Deloitte outlines some of the other steps that companies can take to restart their operations. They divide these into three main categories:

  • Tactical actions: Rolling out travel restrictions and work-from-home policies hurts in the short term, but it helps to safeguard employees and raises the chances that they are healthy once the outbreak wanes. Tactical actions also include expanding paid-time-off hours and understanding the risks of allowing visitors into offices and production plants.
  • Operational actions: When factory closures are not mandatory, reducing output or shutting down a location may be the most logical thing a company can do. Electronics manufacturers and suppliers may need to push out product launches and discuss new schedules with customers. They may also have to find alternative sources for materials and parts, potentially looking to nations that have been quicker to contain the outbreak.
  • Managerial actions: Managers should consider creating “war rooms” to monitor the situation in real-time since it continues to evolve. Executives must also need to perform risk assessments, draw up procedures for hiring and plans for managing their workforce to quickly bring operations back to where they were before the outbreak.

In the end, it is not possible to anticipate an event like this and hammer out a perfect plan. The most important takeaway for electronics companies is to honestly address the risks of geographical concentration. Such a model constitutes a “single point of failure,” like the back-to-back earthquake and tsunami which hit Japan in 2011. At the time, around 60% of critical parts in the global automotive marketplace were produced there.

That event caused some companies to reevaluate the short-term benefits of geographical concentration against the long-term benefit of more flexible supply chains. COVID-19 represents a reckoning for companies that have not learned this lesson yet—and an opportunity for those that did.

A Year of Recovery

Every company in the global electronics supply chain hoped, and had many reasons to believe, that this would be a year of recovery after last year’s downturn. Trade tensions and new tariffs between China and the United States have caused uncertainty, closures, and lost profits. Many hoped that 2020 would bring a rebound. But COVID-19 had different plans for the global electronics trade.

As the sector fights to return to normal throughout 2020, this downturn can also be seen as an opportunity. Some lessons only need to be learned once — and one is the value of geographical diversity. Every country on earth is feeling the effects of coronavirus, but not necessarily to the same degree. Globalization is a controversial subject, but it appears now that the companies with the strongest sense of global citizenship and commitment to diverse value and supply chains could be the first to find their footing again.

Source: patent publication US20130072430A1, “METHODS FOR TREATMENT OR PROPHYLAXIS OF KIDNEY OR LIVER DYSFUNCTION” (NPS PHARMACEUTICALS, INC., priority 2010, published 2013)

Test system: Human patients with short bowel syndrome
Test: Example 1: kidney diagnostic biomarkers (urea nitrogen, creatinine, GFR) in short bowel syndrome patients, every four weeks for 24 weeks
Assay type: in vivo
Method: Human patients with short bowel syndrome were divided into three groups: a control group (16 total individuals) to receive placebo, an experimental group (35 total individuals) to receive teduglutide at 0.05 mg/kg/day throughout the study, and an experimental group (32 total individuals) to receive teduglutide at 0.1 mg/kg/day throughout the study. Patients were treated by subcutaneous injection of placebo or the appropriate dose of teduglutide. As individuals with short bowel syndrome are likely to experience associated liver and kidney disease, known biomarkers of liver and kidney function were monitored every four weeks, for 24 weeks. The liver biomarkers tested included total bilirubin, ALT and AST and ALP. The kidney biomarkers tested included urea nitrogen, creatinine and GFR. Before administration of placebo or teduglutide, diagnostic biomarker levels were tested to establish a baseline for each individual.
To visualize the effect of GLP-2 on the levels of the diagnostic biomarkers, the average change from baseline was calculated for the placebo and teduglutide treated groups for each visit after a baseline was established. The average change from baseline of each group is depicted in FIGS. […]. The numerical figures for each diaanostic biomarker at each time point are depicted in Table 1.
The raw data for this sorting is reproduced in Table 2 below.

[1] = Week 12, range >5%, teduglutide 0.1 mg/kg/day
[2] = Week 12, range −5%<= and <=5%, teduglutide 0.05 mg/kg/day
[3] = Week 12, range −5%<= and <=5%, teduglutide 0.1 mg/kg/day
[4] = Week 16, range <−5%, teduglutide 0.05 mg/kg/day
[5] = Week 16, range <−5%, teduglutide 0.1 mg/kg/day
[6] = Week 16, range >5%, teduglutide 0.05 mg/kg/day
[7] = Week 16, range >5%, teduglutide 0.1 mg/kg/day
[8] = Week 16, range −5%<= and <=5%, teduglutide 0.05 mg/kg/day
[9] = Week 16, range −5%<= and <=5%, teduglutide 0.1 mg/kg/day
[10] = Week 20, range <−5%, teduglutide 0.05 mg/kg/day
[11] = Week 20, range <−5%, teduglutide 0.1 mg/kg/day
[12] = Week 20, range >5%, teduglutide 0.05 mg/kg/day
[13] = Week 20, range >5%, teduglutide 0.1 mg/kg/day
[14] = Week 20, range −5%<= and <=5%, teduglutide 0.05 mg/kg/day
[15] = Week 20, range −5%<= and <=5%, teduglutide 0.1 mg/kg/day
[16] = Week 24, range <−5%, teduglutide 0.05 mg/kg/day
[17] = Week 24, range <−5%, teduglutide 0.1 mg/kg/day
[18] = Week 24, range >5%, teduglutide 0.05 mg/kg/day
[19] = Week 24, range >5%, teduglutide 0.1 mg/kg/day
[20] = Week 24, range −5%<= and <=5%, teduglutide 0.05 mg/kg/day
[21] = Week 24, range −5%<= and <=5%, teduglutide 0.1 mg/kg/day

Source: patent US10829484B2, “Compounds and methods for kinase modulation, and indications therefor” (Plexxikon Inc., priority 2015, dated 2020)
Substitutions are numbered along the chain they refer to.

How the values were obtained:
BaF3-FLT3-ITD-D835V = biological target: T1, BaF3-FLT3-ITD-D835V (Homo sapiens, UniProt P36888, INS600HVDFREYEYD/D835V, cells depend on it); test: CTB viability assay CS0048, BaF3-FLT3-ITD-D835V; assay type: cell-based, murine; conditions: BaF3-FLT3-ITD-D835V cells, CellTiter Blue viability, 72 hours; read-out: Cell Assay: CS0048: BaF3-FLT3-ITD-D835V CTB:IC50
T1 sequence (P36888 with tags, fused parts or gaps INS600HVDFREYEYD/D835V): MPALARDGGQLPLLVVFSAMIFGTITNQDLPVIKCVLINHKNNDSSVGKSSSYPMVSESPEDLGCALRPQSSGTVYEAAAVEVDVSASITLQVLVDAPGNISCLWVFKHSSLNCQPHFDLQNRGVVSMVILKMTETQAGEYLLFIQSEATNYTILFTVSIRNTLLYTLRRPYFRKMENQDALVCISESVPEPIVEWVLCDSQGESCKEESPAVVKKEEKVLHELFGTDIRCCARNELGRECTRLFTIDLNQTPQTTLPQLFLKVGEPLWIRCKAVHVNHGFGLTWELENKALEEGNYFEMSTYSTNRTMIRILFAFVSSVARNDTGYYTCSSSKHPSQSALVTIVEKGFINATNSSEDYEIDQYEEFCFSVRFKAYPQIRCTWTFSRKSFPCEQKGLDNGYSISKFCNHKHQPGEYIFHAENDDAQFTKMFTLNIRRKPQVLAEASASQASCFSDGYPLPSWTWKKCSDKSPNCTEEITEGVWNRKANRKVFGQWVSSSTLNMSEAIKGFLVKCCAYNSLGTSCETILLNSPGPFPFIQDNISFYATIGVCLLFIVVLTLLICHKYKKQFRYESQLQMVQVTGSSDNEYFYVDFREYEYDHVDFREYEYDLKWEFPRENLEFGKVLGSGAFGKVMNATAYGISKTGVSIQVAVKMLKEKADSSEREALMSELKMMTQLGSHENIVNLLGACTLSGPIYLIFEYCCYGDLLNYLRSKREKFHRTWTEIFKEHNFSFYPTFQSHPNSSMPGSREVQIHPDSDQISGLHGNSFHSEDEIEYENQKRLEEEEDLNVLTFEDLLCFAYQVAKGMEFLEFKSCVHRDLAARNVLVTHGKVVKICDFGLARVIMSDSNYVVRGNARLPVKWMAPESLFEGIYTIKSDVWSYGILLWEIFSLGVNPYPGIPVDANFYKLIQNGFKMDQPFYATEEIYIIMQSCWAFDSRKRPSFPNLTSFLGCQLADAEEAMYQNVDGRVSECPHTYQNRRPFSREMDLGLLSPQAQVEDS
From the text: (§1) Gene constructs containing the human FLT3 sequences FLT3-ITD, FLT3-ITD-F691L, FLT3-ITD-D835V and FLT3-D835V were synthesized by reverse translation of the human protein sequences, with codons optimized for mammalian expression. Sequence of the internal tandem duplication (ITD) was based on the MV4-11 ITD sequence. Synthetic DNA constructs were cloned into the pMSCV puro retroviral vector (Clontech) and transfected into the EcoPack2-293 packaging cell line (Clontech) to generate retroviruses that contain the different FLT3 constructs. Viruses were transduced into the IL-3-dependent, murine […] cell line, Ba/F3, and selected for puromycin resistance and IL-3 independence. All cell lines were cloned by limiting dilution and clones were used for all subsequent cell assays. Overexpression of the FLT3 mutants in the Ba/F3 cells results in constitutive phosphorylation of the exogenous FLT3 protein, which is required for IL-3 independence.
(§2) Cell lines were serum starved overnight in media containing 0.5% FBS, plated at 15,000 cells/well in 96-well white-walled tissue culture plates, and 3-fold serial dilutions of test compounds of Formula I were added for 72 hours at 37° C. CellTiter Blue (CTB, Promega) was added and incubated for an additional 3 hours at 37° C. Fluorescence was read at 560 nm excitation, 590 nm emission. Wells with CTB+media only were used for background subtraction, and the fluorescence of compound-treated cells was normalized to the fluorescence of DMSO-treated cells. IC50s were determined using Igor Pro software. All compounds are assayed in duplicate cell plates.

The best kids tablet for 2020: Apple iPad, Amazon Fire and more compared

A child’s first tablet is a gateway to endless educational apps and kid-friendly content (including the vast selections on YouTube Kids), but you have a choice on what you’d like to spend. You can head straight for the iPad or consider a more affordable option, such as the Amazon Fire tablets that are made just for kids.

It’s easy to see why kids gravitate to tablets, which can be as easily loaded with educational content and apps. Not only can kids read books, play an educational game, watch movies and listen to music, but they can also learn the basics of using a computer and even learn how to code on a kid tablet.

When you’re looking for the best tablet for kids, it’s important to consider the durability, affordability, battery life and lifespan for a child-friendly tablet before actually buying it. Since children tend to be a little more clumsy and unusually sticky, it’s a good idea to invest in a child’s tablet with a sturdy construction or a durable case that can protect a delicate glass screen against any drops or scratches. Most kids don’t need top-of-the-line features, either. 

With that in mind, it may be best to avoid pricey premium tablets like the iPad Pro and Surface Pro. (It would be a particular type of heartbreak to watch an Apple iPad shatter on the ground.) Many kid-friendly tablets even give robust parental control options that let parents monitor the amount of screen time and the content children can access. Whether you’re purchasing a children’s tablet for an older child, younger kids or a little one, you’re sure to find the a great tablet among our picks for the best tablet for kids.

Amazon Fire HD 10 Kids Edition

The Fire HD 10 Kids Edition is the kid-friendly version of the  Amazon Fire HD 10 with the largest display in the lineup of Amazon tablet options. Just like its 7- and 8-inch siblings, this Fire tablet features a ton of parental control options and a rubberized bumper case to protect the device against drops. This 10-inch Amazon Fire tablet also includes a two-year “no questions asked” replacement warranty and a one-year subscription to FreeTime Unlimited, a content library that gives kids access to plenty of age-appropriate videos, books, games and apps. 

Amazon Fire HD 8 Kids Edition